Sam is asleep in the seat beside me as we roll down the open highway, sparse trees and plowed fields flashing past the windows. It's been a week since we last saw Dad-- we'd separated in Chicago after that bitch Meg had used us as bait to get to him.
Sam begins to snore and I glance over at him, distracted by the noise. The innocent, almost childlike look on his face reminds me of the way things were before he left for college.
The way he'd fall asleep halfway through our quickie mart meal because we'd been up since four in the morning doing a salt and burn with dad before first period.
The time he'd tripped on a shoelace as we were running from a rakshasah in, where was that again? Denver? He'd fallen face first in the mud and swore a blue streak I'd never heard the likes of before. I didn't let him live that one down for weeks.
The day his soccer team won the division championship and I was there watching from the bleachers-- Dad couldn't be there because he was hunting a rugaru three states over. That kid was happier that day than I've ever seen him at any other time in his life.
The way he'd dip his fries in my chocolate frosty and declare it to be the best invention known to mankind. God, he could be such a nerd.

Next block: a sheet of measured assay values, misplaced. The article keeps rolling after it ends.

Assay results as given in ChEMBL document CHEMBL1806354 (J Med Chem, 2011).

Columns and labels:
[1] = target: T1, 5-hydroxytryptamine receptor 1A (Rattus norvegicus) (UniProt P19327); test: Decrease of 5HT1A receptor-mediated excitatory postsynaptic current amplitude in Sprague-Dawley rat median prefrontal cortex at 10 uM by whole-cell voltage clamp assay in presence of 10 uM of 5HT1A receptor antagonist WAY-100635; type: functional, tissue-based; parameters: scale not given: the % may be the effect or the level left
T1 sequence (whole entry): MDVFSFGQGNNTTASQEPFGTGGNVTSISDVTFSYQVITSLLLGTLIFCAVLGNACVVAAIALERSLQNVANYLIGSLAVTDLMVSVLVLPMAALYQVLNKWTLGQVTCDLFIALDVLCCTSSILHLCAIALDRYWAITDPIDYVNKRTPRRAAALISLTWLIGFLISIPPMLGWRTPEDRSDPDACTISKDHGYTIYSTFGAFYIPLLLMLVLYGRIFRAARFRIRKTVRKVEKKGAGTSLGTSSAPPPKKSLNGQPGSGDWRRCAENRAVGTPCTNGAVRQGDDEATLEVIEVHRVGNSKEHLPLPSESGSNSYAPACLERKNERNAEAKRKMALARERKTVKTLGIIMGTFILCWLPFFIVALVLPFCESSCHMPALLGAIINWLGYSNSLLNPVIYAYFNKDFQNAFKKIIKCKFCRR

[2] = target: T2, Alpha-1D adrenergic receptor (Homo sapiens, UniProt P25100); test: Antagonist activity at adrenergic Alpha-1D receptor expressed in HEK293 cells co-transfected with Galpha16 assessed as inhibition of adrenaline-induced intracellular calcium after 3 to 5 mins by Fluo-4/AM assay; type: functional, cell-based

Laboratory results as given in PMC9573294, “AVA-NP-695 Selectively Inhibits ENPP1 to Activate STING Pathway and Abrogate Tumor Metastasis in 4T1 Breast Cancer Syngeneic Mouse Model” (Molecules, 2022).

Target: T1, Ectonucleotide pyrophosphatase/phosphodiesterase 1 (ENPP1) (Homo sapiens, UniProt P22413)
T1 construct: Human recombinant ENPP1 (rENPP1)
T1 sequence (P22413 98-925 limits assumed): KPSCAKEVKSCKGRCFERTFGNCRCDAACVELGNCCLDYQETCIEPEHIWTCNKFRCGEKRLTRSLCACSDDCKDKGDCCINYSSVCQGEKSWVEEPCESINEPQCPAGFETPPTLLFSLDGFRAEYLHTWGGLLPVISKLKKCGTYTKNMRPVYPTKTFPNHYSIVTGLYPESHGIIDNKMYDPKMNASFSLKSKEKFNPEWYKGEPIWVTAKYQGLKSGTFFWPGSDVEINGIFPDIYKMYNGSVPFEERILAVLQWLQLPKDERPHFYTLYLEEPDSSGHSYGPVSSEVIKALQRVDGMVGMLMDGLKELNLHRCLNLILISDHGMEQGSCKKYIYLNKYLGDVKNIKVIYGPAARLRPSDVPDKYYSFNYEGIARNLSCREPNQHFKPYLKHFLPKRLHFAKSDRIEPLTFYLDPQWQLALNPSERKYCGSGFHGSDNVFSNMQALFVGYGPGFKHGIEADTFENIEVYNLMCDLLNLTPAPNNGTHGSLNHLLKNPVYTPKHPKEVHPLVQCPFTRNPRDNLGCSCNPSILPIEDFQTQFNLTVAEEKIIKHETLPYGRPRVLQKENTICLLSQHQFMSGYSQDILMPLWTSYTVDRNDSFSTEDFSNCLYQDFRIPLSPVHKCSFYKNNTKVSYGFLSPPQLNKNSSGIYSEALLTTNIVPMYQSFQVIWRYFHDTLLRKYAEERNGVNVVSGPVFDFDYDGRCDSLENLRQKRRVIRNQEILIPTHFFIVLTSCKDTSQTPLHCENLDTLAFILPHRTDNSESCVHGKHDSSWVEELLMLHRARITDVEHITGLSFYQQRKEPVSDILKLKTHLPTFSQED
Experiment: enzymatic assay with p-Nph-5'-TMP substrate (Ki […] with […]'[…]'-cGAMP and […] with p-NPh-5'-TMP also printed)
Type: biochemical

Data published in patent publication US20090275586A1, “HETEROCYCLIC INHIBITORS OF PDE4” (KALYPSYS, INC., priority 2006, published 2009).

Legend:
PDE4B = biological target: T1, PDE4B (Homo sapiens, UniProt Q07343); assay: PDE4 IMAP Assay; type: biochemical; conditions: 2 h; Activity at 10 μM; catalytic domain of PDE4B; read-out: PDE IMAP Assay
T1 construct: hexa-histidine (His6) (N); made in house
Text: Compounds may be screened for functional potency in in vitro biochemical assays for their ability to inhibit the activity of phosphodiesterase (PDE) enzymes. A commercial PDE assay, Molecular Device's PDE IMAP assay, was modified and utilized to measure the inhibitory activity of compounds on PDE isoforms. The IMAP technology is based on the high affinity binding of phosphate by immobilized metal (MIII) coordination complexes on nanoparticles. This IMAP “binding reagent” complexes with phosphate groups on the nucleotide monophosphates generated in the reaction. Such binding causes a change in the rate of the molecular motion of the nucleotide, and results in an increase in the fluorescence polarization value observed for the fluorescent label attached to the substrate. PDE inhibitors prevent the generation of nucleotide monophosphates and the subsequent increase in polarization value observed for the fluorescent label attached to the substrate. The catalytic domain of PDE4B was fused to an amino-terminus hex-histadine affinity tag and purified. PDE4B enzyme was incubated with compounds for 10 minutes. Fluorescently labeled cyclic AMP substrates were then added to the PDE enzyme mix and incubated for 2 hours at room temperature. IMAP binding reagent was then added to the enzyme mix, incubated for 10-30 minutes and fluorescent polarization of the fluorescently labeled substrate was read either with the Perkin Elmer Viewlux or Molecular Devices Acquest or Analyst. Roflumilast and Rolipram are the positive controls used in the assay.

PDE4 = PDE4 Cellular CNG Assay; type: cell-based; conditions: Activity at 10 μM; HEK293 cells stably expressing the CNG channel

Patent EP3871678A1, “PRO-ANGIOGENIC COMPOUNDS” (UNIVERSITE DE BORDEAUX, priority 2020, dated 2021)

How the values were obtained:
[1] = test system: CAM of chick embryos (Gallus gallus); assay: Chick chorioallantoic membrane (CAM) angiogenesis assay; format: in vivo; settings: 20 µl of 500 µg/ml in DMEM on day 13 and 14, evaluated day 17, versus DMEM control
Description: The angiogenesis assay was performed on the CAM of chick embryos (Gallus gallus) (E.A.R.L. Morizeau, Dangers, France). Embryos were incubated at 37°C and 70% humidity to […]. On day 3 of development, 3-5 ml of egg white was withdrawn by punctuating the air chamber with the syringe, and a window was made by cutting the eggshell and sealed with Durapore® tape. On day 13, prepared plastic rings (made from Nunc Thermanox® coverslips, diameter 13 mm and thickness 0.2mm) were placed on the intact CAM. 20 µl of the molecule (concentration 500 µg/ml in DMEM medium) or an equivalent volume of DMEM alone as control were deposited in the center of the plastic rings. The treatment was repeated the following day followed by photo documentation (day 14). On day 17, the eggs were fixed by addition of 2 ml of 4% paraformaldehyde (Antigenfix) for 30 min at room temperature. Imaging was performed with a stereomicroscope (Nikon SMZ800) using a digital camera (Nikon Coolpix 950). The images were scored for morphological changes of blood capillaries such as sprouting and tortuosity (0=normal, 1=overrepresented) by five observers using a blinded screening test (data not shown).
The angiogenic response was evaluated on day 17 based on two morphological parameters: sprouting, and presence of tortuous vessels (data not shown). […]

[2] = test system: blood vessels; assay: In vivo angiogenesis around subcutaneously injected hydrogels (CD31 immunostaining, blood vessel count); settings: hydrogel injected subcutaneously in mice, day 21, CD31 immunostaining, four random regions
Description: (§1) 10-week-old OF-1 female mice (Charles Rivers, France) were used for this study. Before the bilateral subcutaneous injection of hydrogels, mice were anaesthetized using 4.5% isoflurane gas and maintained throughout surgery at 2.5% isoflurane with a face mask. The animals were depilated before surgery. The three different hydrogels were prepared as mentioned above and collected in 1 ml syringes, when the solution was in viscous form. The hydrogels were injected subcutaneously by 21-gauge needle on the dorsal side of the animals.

I remember the day Dad bought the truck and gave me the car, her ebony exterior shining in the hot Texas sun as Sam called shotgun and I revved her engine three times before we spun out of the lot, just for kicks. The excitement on his face as we sped over miles of blacktop was enough to make me fear for the upholstery-- there's only so much a twelve year old bladder can take.
And then there were the prank wars. It had started with a little salt in his coffee my senior year. Oh, the face he'd made had been priceless. He promised retribution, and found it in the planted lacy underwear in the drawer I usually reserved for condoms. I could still feel the sting from Tracy Freshwater's back hand across my face. He had been a good prankster, I had to hand him that. I'd gotten him back with a little Nair in his shampoo, and paid the price of having to be the one to pay for his buzz cut when his hair started coming out in clumps. He still had a complex about that, apparent in his blatant refusal to go within 100 yards of a pair of scissors these days.
Yeah, those were the good days. It makes me long for a bit of that old childish innocence again. A great trumpet of a snore wakes me from my reverie, and it gives me an idea.
And so I reach for the spoon.
Now I have to get this just right...